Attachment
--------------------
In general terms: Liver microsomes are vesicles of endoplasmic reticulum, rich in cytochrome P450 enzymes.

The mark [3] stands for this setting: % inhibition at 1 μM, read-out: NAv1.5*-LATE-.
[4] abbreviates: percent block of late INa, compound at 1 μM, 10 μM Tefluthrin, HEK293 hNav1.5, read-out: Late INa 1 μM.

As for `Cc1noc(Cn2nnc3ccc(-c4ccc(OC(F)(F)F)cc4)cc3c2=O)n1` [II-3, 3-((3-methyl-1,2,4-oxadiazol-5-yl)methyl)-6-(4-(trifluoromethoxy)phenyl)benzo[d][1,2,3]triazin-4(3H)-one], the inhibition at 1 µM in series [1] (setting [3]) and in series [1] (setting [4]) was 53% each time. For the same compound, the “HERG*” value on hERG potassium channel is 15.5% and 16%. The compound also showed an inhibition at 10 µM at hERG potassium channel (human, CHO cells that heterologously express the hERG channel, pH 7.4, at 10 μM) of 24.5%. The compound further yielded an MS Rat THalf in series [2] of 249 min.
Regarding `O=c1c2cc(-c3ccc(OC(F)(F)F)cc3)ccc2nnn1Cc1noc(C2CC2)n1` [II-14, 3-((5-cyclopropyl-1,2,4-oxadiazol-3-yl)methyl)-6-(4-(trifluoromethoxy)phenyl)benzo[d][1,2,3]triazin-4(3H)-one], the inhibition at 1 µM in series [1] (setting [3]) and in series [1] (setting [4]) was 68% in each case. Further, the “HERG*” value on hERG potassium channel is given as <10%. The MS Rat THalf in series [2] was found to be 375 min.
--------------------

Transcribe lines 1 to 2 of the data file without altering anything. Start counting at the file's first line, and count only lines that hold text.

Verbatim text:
In general terms: Liver microsomes are vesicles of endoplasmic reticulum, rich in cytochrome P450 enzymes.

The mark [3] stands for this setting: % inhibition at 1 μM, read-out: NAv1.5*-LATE-.